St. John Neumann

Today, January 5, is the Memorial of St. John Neumann, Bishop of Philadelphia from 1852 to 1860.

John Nepomucene Neumann was born on March 20, 1811 in Bohemia to Johann and Agness Neumann.  He entered seminary in 1831 and studied theology at Charles University in Prague.  By the time he was 24 years old he had learned to speak six languages.  He longed to be a priest, but the local bishop decided against ordaining any more men to the priesthood because he had an overabundance of priests and not enough assignments for the priests he already had.  Imagine such a problem today!  Having a desire to give himself to the missions in America, John arrived in New York in 1836 and was ordained a priest by Bishop John Dubois.  Fr. Neumann was assigned to work with German immigrants in western New York state.  He traveled the countryside, tending to the sick, teaching the faith, and training catechists.  His was a large territory and very remote.  He grew lonesome and desirous of community.  With Bishop Dubois’ permission, Fr. Neumann applied and was accepted to enter the Congregation of the Most Holy Redeemer (the Redemptorists) in Pittsburgh, PA in 1840, taking his final vows as a member of the congregation in 1842.  Fr. Neumann became a naturalized American citizen on February 10, 1848.  After priestly labor in Ohio, New York and Maryland, he became Provincial Superior of the Redemptorists in the United States.  His duties as Provincial Superior didn’t last long, however, as Pope Pius IX elevated him to Bishop of Philadelphia on February 5, 1852.  He was consecrated as bishop the next month.

Philadelphia was one of the largest cities in America at the time and waves of immigrants were moving in.  There was also a long history of anti-Catholicism, including anti-Catholic and anti-immigrant riots, and even church burnings.  Bishop Neumann had his hands full, but his fluency in many languages and his simple lifestyle endeared him to the people of his diocese.  He started the first Catholic diocesan school system in the country and the number of Catholic schools in Philadelphia grew from one to 200 during his tenure.  As well, the number of Catholic parishes grew at a rate of one every month.  Many of these parishes were “national churches,” where the faithful from various countries who had immigrated to the United States worshipped with others from their country.  Bishop Neumann also supported the establishment of religious communities in his diocese, including the Sisters of St. Francis of Philadelphia, the School Sisters of Notre Dame, and the Oblate Sisters of Providence, an African American community of sisters founded by Haitian refugees in Baltimore.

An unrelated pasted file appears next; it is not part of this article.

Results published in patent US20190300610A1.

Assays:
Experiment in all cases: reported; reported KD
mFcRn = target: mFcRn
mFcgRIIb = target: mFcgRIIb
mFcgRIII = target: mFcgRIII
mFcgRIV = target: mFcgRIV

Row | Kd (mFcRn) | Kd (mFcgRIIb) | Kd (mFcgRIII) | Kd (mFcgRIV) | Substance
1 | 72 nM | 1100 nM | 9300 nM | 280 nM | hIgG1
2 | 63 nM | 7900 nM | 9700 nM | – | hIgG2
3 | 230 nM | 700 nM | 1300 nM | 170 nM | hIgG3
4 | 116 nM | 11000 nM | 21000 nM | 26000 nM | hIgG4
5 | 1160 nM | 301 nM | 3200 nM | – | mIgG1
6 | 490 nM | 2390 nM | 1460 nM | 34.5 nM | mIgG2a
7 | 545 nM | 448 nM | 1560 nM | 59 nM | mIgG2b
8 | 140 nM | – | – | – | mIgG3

Despite his success, Bishop Neumann grew discouraged over the religious and racial prejudice of the people of Philadelphia, the anti-Catholic riots and church burnings.  He petitioned the Vatican to be replaced as bishop, but Pope Pius IX refused his request.  In 1854, Bishop Neumann traveled to Rome and was present on December 8 of that year when Pius IX formally defined the dogma of the Immaculate Conception of Mary.

While running errands, Bishop Neumann collapsed and died on the streets of Philadelphia on January 5, 1860.  He was 48 years old.  His shrine is in the lower church of St. Peter the Apostle in Philadelphia.  Bishop John Neumann was beatified by Pope St. Paul VI on October 13, 1963, and canonized, also by Pope St. Paul VI, on June 19, 1977.  There is a beautiful church dedicated to St. John Neumann in Knoxville, TN.

“Father, you called Saint John Neumann to labor for the gospel among the people of the new world.  His ministry strengthened many others in the Christian faith: through his prayers may faith grow strong in this land.  Grant this through our Lord Jesus Christ, your Son, who lives and reigns with you and the Holy Spirit, one God, for ever and ever.”    Liturgy of the Hours, Morning Prayer for January 5.


Be Christ for all.  Bring Christ to all.  See Christ in all.

Leave a Reply

Fill in your details below or click an icon to log in: Logo

You are commenting using your account. Log Out /  Change )

Twitter picture

You are commenting using your Twitter account. Log Out /  Change )

Facebook photo

You are commenting using your Facebook account. Log Out /  Change )

Connecting to %s